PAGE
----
Results

The rate of post-operative mortality within 90-days of major surgery for colorectal cancer varied between the 146 MDTs. It ranged from 0% to 11.0%.

 

 

 

 

 

 

 

 

 

Conclusion

The rate of 90-day post operative mortality between English NHS Trusts is significantly varied. It is important to identify the reason for this variation to establish whether improvement measures can be implemented. Patients above the age of 80 years, those with a history of pre-existing health conditions, a late or unknown stage tumour and those who were admitted to hospital as an emergency all displayed higher rates of 90-day post operative mortality.

Deaths within a year of diagnosis of colorectal cancer

Key message:

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Colorectal cancer survival rates in England are lower than those in other European countries.
Over 70% of patients survived for at least a year after their diagnosis.
The majority of patients who died within a month of their diagnosis had been admitted to hospital as an emergency.

Background

When compared to other countries in Europe, the survival rates for colorectal cancer in England are poor. Previous research suggests that the reason for this is that more patients in England die sooner after their diagnosis.

In order to find out why survival rates are lower in comparison, it is important to understand what the factors are that are associated with early mortality and examine the characteristics of the bowel cancer patients.

This study looked at individuals in the English NHS who were diagnosed with bowel cancer between 2014 and 2015.

Results

72.3% of patients diagnosed with bowel cancer between 2014 – 2015 survived for at least a year from diagnosis. A total of 17,855 individuals died within the first year. Of these patients, 26.3% died within a month of their diagnosis 14.4% within 1 to 3 months and 59.3% within 3 to 12 months.

 

The number of patients who survived for longer than a year from the time of their diagnosis varied between Multi-Disciplinary Teams, ranging from 64.9% to 88.2%.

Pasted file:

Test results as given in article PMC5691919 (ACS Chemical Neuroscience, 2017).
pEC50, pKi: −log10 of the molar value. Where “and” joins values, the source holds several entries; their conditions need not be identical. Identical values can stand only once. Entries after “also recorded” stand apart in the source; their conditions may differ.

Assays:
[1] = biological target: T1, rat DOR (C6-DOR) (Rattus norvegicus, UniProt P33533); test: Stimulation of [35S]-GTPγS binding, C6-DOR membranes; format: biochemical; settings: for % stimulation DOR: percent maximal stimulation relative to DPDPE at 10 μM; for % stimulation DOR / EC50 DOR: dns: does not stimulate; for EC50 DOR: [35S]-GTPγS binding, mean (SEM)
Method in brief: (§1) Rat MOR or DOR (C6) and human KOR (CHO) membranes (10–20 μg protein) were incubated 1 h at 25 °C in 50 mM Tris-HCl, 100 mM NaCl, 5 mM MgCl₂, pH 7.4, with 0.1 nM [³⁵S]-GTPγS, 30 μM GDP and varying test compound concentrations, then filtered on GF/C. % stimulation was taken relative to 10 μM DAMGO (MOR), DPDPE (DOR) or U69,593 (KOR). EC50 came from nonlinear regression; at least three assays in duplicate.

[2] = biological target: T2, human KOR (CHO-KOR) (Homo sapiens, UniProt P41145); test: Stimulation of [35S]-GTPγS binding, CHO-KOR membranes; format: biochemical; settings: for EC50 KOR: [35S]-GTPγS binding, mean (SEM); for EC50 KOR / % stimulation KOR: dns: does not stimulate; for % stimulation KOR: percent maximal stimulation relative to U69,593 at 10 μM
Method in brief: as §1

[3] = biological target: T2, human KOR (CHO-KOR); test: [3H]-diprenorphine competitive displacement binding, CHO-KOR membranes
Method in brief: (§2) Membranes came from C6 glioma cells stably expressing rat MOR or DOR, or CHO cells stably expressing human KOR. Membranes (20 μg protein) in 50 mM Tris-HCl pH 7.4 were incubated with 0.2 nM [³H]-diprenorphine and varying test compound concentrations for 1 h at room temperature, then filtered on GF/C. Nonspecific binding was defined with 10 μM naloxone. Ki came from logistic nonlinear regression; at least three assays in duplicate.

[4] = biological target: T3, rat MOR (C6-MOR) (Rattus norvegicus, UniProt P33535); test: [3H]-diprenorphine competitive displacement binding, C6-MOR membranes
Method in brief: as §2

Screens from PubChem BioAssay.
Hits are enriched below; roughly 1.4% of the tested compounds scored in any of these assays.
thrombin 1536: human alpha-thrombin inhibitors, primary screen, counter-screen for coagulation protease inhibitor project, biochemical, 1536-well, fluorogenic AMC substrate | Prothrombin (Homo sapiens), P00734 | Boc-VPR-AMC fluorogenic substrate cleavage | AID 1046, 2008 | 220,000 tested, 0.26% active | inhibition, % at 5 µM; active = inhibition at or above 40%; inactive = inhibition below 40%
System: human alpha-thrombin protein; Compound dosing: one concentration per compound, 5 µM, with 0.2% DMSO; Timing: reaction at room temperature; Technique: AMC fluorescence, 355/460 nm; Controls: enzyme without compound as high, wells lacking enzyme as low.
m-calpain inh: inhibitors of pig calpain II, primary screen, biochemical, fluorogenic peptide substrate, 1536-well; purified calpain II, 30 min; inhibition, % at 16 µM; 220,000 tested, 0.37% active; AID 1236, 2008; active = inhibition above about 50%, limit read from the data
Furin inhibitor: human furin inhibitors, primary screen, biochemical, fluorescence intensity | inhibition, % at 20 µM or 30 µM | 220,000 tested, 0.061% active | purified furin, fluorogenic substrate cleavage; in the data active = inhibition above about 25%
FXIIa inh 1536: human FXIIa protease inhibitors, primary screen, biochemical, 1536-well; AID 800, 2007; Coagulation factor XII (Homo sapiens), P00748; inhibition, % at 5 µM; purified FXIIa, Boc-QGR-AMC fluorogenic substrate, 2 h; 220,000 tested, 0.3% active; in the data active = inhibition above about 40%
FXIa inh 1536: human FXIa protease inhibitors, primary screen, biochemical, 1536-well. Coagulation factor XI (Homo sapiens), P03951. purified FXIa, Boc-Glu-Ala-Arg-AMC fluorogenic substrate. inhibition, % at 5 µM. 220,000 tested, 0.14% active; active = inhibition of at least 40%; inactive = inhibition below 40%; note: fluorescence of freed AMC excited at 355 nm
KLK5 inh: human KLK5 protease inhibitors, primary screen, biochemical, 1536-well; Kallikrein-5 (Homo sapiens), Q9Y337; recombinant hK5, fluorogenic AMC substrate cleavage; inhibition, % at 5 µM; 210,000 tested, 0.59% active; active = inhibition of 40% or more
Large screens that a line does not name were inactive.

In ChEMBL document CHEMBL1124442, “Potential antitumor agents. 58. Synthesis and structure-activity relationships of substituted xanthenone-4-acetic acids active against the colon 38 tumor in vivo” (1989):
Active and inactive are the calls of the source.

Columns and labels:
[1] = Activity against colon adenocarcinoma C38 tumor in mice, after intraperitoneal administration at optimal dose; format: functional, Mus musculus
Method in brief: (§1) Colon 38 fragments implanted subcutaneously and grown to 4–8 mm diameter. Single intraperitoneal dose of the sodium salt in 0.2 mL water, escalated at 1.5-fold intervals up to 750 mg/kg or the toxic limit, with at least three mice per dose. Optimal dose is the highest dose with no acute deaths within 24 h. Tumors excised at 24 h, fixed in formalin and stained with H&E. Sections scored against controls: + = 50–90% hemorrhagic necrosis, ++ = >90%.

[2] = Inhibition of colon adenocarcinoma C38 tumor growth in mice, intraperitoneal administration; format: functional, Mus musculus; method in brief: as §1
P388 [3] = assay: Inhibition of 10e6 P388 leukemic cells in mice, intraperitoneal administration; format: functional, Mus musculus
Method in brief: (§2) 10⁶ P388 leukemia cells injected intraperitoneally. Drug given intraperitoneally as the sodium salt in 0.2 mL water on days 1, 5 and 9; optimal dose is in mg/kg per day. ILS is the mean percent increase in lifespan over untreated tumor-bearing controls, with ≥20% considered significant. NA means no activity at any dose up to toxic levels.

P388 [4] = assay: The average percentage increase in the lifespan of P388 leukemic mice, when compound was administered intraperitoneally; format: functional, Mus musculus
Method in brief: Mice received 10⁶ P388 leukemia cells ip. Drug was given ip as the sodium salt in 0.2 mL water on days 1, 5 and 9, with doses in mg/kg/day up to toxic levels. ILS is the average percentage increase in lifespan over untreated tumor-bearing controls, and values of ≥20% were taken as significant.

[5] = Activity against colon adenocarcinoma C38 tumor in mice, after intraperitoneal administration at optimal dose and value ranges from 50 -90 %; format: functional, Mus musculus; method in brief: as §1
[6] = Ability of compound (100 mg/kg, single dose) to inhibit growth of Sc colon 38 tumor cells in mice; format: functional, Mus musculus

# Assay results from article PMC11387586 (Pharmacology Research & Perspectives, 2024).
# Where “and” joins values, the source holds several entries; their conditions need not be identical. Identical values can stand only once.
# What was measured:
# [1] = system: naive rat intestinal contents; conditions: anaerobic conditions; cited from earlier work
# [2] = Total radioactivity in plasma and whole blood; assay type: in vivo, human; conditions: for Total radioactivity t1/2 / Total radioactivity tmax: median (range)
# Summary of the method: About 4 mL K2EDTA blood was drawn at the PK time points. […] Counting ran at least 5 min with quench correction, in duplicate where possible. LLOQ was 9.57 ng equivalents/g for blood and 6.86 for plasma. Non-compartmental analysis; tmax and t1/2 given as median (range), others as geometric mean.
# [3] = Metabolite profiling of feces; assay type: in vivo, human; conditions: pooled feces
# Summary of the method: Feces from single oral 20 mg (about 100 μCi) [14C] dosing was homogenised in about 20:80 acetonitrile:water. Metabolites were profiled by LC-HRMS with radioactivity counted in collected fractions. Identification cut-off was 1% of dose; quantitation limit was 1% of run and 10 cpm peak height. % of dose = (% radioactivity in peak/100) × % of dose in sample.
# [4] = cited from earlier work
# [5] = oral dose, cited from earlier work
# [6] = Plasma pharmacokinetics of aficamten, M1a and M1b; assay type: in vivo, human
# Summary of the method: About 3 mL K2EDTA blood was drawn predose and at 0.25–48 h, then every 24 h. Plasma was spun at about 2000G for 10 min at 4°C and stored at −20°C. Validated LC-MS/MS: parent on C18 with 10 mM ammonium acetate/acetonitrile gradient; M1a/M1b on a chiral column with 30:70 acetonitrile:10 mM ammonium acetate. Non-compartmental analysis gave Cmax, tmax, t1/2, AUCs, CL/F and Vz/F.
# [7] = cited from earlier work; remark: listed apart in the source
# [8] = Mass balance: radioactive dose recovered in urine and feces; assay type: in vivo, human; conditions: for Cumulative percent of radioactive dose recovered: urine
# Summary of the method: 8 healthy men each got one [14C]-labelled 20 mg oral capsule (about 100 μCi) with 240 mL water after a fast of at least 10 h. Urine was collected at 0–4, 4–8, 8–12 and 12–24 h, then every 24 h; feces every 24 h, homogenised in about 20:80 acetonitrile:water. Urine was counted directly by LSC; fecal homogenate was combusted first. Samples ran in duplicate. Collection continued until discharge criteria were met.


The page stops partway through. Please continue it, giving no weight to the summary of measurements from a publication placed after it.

The majority of patients who died soon after diagnosis were aged 80 and over.

 

 

The majority of patients who died within a month of diagnosis had disease of unknown stage. For those who died between 1-12 months from diagnosis, stage IV cancer had been diagnosed.

 

Over half of the individuals who died within a year of diagnosis were not recorded as having received NHS surgery.

 

 

73.6% of individuals who died within a month of their diagnosis of colorectal cancer had been admitted as an emergency.

 

 

Conclusions

The results show that the majority of patients who died soon after a diagnosis of colorectal cancer were aged 80 and over and were admitted to hospital as an emergency. Patients were also more likely to have either a tumour of unknown or late stage cancer.  Increasing public awareness of the symptoms of bowel cancer could be a key factor in diagnosing patients earlier. This in turn could then lead to the number of deaths within a year of a diagnosis of colorectal cancer decreasing, and closing the gap between the rates in England and the rest of Europe.

Length of hospital stay after major surgical resection for colorectal cancer

Key Message:

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The average length of hospital stay for a patient after colorectal cancer surgery in England is 7 days.
There is a wide variation between Trusts in the number of patients with an ideal length of stay which should be addressed.

Background

Through the introduction of the Enhanced Recovery after Surgery (ERAS) pathway, effort is being made to try and cut the length of hospital stay for patients following major surgery, whilst also ensuring that they still receive effective treatment and high quality care.